- More than one out of every nine state-level arrests are for drug possession, amounting to 1.25 million arrests per year.
- Nearly half of those arrests for marijuana possession.
- While drug usage rates are roughly the same across racial lines, black adults are more than two-and-a-half times as likely as white adults to be arrested for possession.
- More than 99% of drug possession convictions were the result of guilty pleas, rather than trial verdicts. The authors of the report describe this as “rendering the right to a jury trial effectively meaningless.”
- The average bail amount for drug possession defendants was $24,000, meaning that poor defendants typically remained incarcerated while awaiting trial and had a strong incentive to plead guilty even if they believed they were innocent.
- Defendants often did not understand the multitude of collateral consequences of a drug conviction.
When it comes to actual policy recommendations, the report urges legislators, judges, prosecutors, and police officers to de-emphasize the policing and prosecution of drug possession crimes, effectively calling for decriminalization of drug possession across the board.
While the authors stop short of recommending full legalization, even the decriminalization recommendation would be a positive step. We know this because in 2000, Portugal decriminalized all drugs. Despite predictions from critics that decriminalizing drug use would lead to massive spikes in addiction and prove a disaster, a 2009 Cato study by Glenn Greenwald put that speculation to rest. Decriminalization in Portugal has been a success, and there is no substantial movement today to return the country to prohibition.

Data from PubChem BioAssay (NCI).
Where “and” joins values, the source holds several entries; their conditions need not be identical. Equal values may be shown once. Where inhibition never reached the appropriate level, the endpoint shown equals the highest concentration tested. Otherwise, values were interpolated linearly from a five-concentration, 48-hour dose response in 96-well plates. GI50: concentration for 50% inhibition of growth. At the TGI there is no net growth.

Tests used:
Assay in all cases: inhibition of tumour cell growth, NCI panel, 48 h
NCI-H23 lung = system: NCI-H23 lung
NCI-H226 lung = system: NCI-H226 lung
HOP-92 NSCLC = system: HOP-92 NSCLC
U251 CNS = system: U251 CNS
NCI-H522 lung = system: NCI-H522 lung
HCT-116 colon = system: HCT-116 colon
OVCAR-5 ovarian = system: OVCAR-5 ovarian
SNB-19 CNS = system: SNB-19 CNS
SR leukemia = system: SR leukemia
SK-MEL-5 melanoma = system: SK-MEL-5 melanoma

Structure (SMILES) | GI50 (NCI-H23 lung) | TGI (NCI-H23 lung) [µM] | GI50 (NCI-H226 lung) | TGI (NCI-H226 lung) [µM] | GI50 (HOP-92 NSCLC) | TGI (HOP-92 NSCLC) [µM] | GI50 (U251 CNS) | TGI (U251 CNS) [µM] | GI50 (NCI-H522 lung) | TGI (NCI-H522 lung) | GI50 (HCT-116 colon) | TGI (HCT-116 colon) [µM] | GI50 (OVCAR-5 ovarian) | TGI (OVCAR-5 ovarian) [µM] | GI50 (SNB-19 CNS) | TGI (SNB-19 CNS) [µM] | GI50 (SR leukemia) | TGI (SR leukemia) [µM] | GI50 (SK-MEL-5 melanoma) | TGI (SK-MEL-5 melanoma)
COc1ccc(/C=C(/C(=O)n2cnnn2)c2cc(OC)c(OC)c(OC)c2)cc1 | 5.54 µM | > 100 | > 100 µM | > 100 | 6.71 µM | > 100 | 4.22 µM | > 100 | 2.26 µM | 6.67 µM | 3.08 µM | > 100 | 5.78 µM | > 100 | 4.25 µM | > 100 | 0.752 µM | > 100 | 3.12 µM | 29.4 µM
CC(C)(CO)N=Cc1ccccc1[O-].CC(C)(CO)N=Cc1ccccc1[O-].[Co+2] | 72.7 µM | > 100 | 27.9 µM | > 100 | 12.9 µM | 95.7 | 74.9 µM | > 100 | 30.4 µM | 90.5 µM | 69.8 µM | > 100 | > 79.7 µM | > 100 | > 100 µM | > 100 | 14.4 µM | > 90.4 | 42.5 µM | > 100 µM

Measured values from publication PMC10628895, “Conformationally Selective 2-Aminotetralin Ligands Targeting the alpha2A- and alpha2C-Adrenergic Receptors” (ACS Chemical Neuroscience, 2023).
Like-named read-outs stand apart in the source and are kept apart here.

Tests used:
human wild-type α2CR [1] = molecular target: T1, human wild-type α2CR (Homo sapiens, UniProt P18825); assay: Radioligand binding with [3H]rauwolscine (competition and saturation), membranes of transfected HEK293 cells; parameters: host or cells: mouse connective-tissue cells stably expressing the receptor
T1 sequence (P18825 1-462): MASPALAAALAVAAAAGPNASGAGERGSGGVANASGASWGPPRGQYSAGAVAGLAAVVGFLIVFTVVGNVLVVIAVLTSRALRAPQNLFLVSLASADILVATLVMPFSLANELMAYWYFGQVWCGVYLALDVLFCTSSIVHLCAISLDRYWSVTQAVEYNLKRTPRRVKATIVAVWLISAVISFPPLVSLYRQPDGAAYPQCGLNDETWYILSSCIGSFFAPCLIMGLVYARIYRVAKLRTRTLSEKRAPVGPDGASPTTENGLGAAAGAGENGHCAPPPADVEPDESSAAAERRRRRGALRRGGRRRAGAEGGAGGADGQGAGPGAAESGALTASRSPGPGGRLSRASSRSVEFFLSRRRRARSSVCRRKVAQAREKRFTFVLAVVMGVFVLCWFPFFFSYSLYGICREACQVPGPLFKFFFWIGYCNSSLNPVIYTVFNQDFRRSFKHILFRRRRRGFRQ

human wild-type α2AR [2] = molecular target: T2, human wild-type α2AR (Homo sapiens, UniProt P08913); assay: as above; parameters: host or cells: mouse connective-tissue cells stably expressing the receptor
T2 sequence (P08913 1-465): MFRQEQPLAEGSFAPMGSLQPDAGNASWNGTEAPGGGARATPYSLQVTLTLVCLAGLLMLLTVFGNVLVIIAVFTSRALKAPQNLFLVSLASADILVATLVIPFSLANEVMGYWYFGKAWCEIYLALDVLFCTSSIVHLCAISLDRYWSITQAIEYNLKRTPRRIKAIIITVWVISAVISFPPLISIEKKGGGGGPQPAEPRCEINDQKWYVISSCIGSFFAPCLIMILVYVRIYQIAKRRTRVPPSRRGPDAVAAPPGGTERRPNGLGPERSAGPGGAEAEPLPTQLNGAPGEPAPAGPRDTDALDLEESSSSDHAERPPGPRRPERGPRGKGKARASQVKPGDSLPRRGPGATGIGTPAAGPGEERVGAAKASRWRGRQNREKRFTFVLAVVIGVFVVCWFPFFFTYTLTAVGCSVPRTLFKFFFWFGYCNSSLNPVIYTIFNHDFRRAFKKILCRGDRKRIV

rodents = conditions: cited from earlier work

Similarly, state experiments with legalized recreational marijuana in the U.S. are proceeding well. And the tide in favor of ending marijuana prohibition continues to grow. Next month, five more states (Arizona, California, Nevada, Maine, and Massachusetts) will vote on whether to legalize marijuana. Those states would join Alaska, Colorado, Oregon, Washington state, and Washington D.C. as jurisdictions that have renounced prohibition for marijuana.
Last month, a U.S. federal judge declared that the “principle casualty” of the war on drugs has been the U.S. Constitution. The ACLU/HRW report sheds new light on the truth of that declaration. It’s well past time to admit the failure of the drug war, allow the police to focus on actual crimes, ease the mounting tensions in over-policed communities, and restore our individual liberty.